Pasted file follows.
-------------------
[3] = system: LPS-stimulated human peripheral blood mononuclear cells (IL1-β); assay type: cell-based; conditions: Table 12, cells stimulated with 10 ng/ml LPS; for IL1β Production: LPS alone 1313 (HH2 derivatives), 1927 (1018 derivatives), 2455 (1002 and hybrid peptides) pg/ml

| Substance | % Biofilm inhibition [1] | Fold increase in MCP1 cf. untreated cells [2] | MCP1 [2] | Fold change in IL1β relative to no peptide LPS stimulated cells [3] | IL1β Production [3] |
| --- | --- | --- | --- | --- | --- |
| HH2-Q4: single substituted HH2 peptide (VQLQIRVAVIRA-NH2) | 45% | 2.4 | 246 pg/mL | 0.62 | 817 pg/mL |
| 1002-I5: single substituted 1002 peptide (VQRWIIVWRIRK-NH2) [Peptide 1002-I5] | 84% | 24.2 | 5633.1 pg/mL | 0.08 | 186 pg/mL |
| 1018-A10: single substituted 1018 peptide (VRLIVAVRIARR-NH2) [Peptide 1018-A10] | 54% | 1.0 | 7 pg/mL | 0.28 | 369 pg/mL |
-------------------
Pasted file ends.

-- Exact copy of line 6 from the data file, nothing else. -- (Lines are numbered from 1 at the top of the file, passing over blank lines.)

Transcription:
| 1018-A10: single substituted 1018 peptide (VRLIVAVRIARR-NH2) [Peptide 1018-A10] | 54% | 1.0 | 7 pg/mL | 0.28 | 369 pg/mL |